Posted on 17/01/09 in Economy
In the current economic climate, the government is taking steps to encourage investment in high-tech companies. Investments in such companies would be subject to a special tax arrangement, greatly reducing the tax burden that would arise on any profits that are made. The rate of tax on individuals and partnerships making such investments would be 15%, while companies that invest in high-tech businesses would pay a rate of 12.5%. This would be well below the existing capital gains tax rate of 22%.
While such measures are a positive indication of the government’s efforts to stimulate investment in start-up companies, I believe that a more radical step in a slightly different direction is needed. My proposal is to exempt from capital gains tax sums which are re-invested in Irish-owned, Irishbased, environmentally friendly businesses or in research and development (R&D) in the area of green technology.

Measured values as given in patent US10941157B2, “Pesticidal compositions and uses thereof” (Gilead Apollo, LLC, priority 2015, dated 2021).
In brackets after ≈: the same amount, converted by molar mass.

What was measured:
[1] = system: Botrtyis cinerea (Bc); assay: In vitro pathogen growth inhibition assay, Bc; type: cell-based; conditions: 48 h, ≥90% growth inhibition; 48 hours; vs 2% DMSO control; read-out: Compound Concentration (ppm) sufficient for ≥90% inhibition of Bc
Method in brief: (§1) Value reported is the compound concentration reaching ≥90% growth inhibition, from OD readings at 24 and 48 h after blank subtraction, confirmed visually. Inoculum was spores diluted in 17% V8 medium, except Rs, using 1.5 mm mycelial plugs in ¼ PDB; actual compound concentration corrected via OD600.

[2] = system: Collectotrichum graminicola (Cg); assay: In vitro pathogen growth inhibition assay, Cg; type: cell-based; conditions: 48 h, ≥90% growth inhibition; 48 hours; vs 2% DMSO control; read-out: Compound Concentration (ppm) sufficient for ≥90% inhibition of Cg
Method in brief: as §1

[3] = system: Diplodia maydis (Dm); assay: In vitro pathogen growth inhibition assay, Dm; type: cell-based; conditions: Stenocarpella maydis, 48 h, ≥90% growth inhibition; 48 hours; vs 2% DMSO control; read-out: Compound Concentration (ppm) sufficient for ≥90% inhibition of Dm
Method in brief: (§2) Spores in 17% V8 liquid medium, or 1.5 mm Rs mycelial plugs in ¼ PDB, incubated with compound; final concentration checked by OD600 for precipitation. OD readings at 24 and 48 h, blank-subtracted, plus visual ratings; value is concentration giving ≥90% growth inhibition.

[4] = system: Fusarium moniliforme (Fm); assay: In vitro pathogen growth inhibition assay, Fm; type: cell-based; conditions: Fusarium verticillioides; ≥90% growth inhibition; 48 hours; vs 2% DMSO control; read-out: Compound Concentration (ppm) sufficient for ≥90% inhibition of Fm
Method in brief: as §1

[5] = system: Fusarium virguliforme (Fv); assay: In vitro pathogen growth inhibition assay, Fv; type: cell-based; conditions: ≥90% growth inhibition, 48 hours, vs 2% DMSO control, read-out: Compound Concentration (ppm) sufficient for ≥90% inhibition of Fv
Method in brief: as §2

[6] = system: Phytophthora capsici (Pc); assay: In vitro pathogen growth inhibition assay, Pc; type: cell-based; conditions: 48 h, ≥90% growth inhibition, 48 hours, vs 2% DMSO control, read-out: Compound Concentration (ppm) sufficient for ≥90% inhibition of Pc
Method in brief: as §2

Economies that invest in R&D have a far better foundation and are better placed for coping with an economic downturn.
Investment in green technology and environmentally friendly businesses would enhance the competitive position of the Irish economy and, in addition, would contribute towards creating a sustainable environment for our own and for future generations.
While Ireland has benefitted greatly from foreign direct investment in the past, our attractiveness as a location for such investment has diminished due to the increase in labour and production costs in recent years. We now need to stimulate indigenous industry in sustainable sectors. Experience in the construction industry clearly demonstrates that tax incentives are an effective means of channelling investment in a particular direction.
We now need to supplement our foreign direct investment by adopting a proactive approach in stimulating the domestic industry. In the process, we would become more self-reliant and better able to protect what we have, both in terms of our resources and our people, something which is necessary in the face of the present decline being experienced in both the economic and the ecological environment.